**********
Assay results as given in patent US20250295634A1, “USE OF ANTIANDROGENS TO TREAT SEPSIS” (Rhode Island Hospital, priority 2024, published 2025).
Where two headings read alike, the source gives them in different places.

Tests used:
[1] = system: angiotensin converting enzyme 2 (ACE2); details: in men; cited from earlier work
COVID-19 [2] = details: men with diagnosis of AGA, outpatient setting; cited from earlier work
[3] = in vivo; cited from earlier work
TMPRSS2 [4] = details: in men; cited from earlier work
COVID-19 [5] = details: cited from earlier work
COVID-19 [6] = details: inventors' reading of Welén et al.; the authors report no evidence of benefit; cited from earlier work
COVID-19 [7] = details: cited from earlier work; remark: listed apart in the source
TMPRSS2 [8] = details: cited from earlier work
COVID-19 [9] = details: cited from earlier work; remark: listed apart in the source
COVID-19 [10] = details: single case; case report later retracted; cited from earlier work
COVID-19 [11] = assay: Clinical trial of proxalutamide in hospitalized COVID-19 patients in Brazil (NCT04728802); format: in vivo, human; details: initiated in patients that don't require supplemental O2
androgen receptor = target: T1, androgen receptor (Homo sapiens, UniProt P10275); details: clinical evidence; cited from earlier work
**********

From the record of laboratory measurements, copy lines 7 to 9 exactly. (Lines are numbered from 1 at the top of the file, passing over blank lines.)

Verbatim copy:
TMPRSS2 [4] = details: in men; cited from earlier work
COVID-19 [5] = details: cited from earlier work
COVID-19 [6] = details: inventors' reading of Welén et al.; the authors report no evidence of benefit; cited from earlier work